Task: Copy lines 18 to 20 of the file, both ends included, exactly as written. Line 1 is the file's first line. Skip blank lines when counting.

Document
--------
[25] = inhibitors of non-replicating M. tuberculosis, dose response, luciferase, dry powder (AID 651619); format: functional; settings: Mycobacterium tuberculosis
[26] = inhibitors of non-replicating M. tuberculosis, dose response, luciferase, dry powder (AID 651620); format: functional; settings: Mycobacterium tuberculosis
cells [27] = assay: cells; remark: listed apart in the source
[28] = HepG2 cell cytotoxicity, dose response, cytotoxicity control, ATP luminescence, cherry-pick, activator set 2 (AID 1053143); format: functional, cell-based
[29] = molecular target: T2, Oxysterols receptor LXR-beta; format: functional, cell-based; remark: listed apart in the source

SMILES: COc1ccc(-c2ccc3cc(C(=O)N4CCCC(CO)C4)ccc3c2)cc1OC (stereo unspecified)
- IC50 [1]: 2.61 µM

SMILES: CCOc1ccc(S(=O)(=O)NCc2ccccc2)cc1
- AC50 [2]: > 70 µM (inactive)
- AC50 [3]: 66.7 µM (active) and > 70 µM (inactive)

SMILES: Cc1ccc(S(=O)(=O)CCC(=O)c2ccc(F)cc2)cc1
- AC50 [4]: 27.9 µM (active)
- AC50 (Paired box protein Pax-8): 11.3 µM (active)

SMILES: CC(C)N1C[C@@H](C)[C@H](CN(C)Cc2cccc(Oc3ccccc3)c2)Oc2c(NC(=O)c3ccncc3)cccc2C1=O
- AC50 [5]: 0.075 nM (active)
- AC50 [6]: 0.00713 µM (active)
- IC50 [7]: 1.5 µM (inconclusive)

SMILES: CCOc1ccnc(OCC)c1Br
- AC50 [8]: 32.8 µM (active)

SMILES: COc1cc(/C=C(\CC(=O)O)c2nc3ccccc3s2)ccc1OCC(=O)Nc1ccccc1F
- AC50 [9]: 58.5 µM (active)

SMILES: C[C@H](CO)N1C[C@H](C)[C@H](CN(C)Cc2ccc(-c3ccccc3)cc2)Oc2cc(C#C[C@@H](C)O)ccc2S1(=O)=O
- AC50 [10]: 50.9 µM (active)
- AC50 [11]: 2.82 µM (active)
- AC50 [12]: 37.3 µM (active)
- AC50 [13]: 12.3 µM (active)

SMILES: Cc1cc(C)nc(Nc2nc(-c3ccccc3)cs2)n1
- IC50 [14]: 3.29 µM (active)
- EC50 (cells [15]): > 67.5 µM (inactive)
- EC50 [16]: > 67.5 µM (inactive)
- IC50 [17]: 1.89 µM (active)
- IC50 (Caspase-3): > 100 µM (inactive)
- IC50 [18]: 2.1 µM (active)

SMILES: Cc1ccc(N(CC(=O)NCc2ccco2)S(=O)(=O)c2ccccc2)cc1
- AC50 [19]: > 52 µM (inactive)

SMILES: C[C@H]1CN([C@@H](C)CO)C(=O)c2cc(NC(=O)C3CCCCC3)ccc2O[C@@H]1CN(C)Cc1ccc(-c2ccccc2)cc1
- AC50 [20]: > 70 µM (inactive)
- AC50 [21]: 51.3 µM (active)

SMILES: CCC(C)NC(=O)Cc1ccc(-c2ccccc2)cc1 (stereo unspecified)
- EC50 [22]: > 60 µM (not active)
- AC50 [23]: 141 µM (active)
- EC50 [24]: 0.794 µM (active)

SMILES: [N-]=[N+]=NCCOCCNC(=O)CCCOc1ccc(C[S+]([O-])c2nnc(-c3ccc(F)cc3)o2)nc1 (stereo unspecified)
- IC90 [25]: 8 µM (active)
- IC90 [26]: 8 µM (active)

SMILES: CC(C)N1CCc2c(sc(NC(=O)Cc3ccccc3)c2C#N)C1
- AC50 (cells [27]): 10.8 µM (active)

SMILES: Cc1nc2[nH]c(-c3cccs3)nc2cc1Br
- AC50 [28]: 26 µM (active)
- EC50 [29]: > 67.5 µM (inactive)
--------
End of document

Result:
SMILES: CCOc1ccnc(OCC)c1Br
- AC50 [8]: 32.8 µM (active)

SMILES: COc1cc(/C=C(\CC(=O)O)c2nc3ccccc3s2)ccc1OCC(=O)Nc1ccccc1F